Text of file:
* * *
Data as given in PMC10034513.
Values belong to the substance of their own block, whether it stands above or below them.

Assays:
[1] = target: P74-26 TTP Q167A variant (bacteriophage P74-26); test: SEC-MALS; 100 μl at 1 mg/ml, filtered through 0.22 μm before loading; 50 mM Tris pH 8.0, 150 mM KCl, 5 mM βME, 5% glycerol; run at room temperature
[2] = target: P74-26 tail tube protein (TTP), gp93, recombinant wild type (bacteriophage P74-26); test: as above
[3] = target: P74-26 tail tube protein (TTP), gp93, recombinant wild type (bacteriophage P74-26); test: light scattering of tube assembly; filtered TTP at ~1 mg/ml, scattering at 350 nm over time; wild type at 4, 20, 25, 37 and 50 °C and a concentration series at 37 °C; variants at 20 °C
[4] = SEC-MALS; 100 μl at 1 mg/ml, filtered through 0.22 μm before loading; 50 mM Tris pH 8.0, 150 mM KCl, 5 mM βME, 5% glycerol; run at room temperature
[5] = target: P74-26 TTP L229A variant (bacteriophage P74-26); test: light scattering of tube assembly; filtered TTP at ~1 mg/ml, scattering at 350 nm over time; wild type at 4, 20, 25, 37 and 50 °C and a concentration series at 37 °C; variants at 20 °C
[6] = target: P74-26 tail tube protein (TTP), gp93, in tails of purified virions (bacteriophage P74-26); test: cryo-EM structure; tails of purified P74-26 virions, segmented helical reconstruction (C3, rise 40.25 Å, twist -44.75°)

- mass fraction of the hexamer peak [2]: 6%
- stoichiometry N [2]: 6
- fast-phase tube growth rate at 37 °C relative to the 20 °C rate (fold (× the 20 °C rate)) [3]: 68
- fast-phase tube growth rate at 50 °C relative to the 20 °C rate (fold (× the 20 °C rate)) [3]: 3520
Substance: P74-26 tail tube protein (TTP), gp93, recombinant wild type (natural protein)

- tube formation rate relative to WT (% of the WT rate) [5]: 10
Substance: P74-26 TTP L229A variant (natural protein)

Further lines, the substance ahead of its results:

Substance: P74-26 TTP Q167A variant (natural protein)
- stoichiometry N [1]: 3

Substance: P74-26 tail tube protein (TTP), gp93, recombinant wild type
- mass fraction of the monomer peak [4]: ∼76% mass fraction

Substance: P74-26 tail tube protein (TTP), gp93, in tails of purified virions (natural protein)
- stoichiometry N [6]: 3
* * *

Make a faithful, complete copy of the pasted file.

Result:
Data as given in PMC10034513.
Values belong to the substance of their own block, whether it stands above or below them.

Assays:
[1] = target: P74-26 TTP Q167A variant (bacteriophage P74-26); test: SEC-MALS; 100 μl at 1 mg/ml, filtered through 0.22 μm before loading; 50 mM Tris pH 8.0, 150 mM KCl, 5 mM βME, 5% glycerol; run at room temperature
[2] = target: P74-26 tail tube protein (TTP), gp93, recombinant wild type (bacteriophage P74-26); test: as above
[3] = target: P74-26 tail tube protein (TTP), gp93, recombinant wild type (bacteriophage P74-26); test: light scattering of tube assembly; filtered TTP at ~1 mg/ml, scattering at 350 nm over time; wild type at 4, 20, 25, 37 and 50 °C and a concentration series at 37 °C; variants at 20 °C
[4] = SEC-MALS; 100 μl at 1 mg/ml, filtered through 0.22 μm before loading; 50 mM Tris pH 8.0, 150 mM KCl, 5 mM βME, 5% glycerol; run at room temperature
[5] = target: P74-26 TTP L229A variant (bacteriophage P74-26); test: light scattering of tube assembly; filtered TTP at ~1 mg/ml, scattering at 350 nm over time; wild type at 4, 20, 25, 37 and 50 °C and a concentration series at 37 °C; variants at 20 °C
[6] = target: P74-26 tail tube protein (TTP), gp93, in tails of purified virions (bacteriophage P74-26); test: cryo-EM structure; tails of purified P74-26 virions, segmented helical reconstruction (C3, rise 40.25 Å, twist -44.75°)

- mass fraction of the hexamer peak [2]: 6%
- stoichiometry N [2]: 6
- fast-phase tube growth rate at 37 °C relative to the 20 °C rate (fold (× the 20 °C rate)) [3]: 68
- fast-phase tube growth rate at 50 °C relative to the 20 °C rate (fold (× the 20 °C rate)) [3]: 3520
Substance: P74-26 tail tube protein (TTP), gp93, recombinant wild type (natural protein)

- tube formation rate relative to WT (% of the WT rate) [5]: 10
Substance: P74-26 TTP L229A variant (natural protein)

Further lines, the substance ahead of its results:

Substance: P74-26 TTP Q167A variant (natural protein)
- stoichiometry N [1]: 3

Substance: P74-26 tail tube protein (TTP), gp93, recombinant wild type
- mass fraction of the monomer peak [4]: ∼76% mass fraction

Substance: P74-26 tail tube protein (TTP), gp93, in tails of purified virions (natural protein)
- stoichiometry N [6]: 3